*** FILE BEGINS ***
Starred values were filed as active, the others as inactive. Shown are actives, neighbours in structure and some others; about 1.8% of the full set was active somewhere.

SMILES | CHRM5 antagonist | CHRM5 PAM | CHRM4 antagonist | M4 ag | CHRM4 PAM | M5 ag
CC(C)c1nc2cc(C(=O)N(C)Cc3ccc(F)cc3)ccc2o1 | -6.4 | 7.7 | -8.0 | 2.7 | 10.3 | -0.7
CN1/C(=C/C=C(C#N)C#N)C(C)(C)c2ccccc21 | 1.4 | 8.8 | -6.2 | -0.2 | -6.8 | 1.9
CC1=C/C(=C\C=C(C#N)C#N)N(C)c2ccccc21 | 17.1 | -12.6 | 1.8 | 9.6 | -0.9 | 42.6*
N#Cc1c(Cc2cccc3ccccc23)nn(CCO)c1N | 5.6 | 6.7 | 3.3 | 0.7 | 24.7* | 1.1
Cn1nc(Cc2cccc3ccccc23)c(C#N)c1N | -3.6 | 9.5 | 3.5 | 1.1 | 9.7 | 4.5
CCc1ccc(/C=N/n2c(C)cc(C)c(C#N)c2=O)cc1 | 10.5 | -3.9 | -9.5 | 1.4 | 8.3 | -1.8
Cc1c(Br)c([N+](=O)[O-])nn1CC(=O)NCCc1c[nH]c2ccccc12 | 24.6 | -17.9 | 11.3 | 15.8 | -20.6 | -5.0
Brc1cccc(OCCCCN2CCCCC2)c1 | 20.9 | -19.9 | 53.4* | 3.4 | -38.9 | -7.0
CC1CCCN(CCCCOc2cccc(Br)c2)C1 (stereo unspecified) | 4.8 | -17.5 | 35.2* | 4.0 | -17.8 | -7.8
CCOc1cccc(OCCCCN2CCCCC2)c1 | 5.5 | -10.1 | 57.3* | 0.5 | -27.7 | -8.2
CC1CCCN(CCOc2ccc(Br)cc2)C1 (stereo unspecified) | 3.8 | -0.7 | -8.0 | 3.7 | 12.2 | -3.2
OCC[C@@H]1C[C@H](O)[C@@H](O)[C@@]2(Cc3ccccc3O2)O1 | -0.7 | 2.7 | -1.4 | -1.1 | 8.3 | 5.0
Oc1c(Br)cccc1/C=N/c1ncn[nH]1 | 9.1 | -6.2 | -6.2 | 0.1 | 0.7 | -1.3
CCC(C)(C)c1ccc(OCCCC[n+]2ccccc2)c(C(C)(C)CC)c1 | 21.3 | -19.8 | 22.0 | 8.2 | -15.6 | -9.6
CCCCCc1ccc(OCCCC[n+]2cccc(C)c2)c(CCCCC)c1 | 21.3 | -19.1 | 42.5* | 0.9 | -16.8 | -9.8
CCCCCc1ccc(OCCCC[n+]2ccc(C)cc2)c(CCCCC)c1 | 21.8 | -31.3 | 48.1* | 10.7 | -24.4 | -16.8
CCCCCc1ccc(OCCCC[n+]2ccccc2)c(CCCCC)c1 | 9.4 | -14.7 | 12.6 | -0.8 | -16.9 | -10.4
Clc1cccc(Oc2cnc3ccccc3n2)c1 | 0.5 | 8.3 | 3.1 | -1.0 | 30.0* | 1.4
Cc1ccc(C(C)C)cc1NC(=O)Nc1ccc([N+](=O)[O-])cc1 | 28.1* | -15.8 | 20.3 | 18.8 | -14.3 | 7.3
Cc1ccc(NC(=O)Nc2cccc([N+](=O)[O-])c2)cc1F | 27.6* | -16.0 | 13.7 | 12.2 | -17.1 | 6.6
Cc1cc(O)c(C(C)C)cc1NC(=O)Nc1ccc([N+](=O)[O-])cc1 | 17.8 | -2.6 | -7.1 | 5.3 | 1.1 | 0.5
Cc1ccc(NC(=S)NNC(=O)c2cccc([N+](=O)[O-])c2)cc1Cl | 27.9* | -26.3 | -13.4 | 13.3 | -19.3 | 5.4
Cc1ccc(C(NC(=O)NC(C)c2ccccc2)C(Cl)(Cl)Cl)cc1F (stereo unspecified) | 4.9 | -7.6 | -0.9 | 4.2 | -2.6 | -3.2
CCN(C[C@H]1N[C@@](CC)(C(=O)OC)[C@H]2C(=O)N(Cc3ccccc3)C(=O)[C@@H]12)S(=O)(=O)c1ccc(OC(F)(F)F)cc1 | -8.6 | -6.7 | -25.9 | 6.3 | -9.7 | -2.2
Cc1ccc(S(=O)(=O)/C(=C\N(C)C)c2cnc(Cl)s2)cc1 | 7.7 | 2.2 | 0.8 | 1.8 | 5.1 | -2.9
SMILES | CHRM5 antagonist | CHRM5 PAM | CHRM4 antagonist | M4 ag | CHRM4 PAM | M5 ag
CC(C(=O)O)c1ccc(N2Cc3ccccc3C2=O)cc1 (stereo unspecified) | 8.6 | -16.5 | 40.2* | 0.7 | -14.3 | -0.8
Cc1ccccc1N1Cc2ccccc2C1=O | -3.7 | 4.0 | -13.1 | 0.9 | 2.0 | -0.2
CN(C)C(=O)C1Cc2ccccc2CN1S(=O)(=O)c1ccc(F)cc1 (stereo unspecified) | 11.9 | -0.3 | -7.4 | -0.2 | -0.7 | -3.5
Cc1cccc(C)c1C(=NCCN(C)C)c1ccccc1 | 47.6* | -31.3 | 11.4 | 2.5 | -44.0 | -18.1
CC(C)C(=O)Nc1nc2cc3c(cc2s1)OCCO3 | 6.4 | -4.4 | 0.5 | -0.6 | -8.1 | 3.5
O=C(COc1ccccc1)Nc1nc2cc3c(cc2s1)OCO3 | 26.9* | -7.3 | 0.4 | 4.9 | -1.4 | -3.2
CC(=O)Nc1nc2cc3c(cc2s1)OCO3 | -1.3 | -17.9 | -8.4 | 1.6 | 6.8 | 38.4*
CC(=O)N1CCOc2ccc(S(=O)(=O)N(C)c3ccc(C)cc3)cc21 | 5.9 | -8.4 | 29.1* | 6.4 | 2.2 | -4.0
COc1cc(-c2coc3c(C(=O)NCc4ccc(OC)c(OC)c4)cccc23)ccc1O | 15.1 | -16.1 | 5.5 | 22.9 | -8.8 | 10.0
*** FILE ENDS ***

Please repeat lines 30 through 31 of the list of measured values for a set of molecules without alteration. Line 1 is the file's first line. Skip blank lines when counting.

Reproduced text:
Cc1ccccc1N1Cc2ccccc2C1=O | -3.7 | 4.0 | -13.1 | 0.9 | 2.0 | -0.2
CN(C)C(=O)C1Cc2ccccc2CN1S(=O)(=O)c1ccc(F)cc1 (stereo unspecified) | 11.9 | -0.3 | -7.4 | -0.2 | -0.7 | -3.5